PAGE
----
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Google Earth Flying Bicycle Doesn't Include Basket, E.T.

Illustration for article titled Google Earth Flying Bicycle Doesnt Include Basket, E.T.

Elliott-wannabe Mike Kay has wired his mountain bike to Google Earth's flight simulator mode to travel all around the world while he exercises. He used a Sun Microsystem SunSPOT, a Java-programmable wireless sensor equipped with an accelerometer and a bank of pins to connect it to the other controls. The system is simple, and it works perfectly, as you can see in the video.


Mike placed the SunSPOT on the base of the handlebar, then connected it to the other sensors. On the top, next to the handles, you can see two sticks connected to potentiometers, which are used to control the bike's ailerons. If you turn the handlebar left or right, you simulate the rudder control. When you move it back and forth, it simulates how the yoke works, pitching the bike down or—if men in black with guns appear—up and away. For throttle, there's a photosensor on the mountain bike's back wheel, which can sense the rotation speed.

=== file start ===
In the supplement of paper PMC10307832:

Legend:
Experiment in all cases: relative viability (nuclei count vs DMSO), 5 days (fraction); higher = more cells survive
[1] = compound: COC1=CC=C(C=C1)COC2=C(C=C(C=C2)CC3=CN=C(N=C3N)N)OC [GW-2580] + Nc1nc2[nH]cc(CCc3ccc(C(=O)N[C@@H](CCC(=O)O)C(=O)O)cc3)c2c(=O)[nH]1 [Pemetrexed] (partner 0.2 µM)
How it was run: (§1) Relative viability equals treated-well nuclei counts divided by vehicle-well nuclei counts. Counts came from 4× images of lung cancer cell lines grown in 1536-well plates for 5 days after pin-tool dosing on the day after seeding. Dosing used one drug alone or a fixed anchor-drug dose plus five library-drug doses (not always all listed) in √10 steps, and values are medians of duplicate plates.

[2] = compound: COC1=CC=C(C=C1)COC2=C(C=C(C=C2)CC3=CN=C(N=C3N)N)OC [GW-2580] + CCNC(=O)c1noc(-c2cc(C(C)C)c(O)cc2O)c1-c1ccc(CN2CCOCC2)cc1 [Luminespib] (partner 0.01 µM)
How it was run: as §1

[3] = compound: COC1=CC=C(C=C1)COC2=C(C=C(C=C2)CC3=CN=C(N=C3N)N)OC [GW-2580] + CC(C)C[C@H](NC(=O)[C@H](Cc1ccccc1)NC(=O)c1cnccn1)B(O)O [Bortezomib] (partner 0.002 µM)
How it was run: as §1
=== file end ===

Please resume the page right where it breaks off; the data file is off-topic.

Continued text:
All this information gets transmitted to the SunSPOT, which has a custom Java program that talks to Google Earth on your computer, allowing you to fly across the sky looking for UFO landing sites. [Google Earth Blog]

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What an incredible idea!

That is a great thing to wake up to!

Leave it to Jesus to post something like this. -Good one man!

I really REALLY wish I had one!

I could easily kill myself wanting to see what's over that next hill or mountain.

(Actually that's how it was when I rode a bike for real years ago as well, but the SCALE....HOO BOY!)

That's the great part of mountain biking, in the right setting you don't notice the work you're doing...usually. ;)

-and YEAH, HOW ABOUT riding with friends?

Imagine coming in and joining a group remotely!

You'd look like you'd literally approach and form up with the group!

"Meet us over the Alps" you'd be able to say!

-and later, you would! :)

So cool.